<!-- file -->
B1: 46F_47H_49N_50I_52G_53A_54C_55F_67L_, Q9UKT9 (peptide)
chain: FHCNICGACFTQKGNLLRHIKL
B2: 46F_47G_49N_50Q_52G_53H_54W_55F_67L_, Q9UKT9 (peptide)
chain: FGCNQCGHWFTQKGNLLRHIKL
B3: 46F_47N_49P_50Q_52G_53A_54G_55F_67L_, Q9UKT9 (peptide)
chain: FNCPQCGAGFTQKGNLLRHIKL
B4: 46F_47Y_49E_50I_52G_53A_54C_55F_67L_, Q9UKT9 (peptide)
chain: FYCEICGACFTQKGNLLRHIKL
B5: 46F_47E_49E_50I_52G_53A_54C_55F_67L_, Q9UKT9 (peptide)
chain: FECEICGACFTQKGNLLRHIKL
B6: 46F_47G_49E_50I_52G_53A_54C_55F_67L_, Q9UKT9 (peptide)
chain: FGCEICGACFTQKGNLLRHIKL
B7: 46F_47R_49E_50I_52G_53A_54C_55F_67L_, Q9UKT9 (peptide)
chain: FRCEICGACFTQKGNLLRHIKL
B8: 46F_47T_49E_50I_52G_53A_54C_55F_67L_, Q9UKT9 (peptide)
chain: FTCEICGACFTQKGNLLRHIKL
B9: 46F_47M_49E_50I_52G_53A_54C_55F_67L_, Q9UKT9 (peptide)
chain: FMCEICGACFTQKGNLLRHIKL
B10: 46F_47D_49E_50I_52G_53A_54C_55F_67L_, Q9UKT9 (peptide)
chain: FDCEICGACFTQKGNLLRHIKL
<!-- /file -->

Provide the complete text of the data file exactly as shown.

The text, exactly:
B1: 46F_47H_49N_50I_52G_53A_54C_55F_67L_, Q9UKT9 (peptide)
chain: FHCNICGACFTQKGNLLRHIKL
B2: 46F_47G_49N_50Q_52G_53H_54W_55F_67L_, Q9UKT9 (peptide)
chain: FGCNQCGHWFTQKGNLLRHIKL
B3: 46F_47N_49P_50Q_52G_53A_54G_55F_67L_, Q9UKT9 (peptide)
chain: FNCPQCGAGFTQKGNLLRHIKL
B4: 46F_47Y_49E_50I_52G_53A_54C_55F_67L_, Q9UKT9 (peptide)
chain: FYCEICGACFTQKGNLLRHIKL
B5: 46F_47E_49E_50I_52G_53A_54C_55F_67L_, Q9UKT9 (peptide)
chain: FECEICGACFTQKGNLLRHIKL
B6: 46F_47G_49E_50I_52G_53A_54C_55F_67L_, Q9UKT9 (peptide)
chain: FGCEICGACFTQKGNLLRHIKL
B7: 46F_47R_49E_50I_52G_53A_54C_55F_67L_, Q9UKT9 (peptide)
chain: FRCEICGACFTQKGNLLRHIKL
B8: 46F_47T_49E_50I_52G_53A_54C_55F_67L_, Q9UKT9 (peptide)
chain: FTCEICGACFTQKGNLLRHIKL
B9: 46F_47M_49E_50I_52G_53A_54C_55F_67L_, Q9UKT9 (peptide)
chain: FMCEICGACFTQKGNLLRHIKL
B10: 46F_47D_49E_50I_52G_53A_54C_55F_67L_, Q9UKT9 (peptide)
chain: FDCEICGACFTQKGNLLRHIKL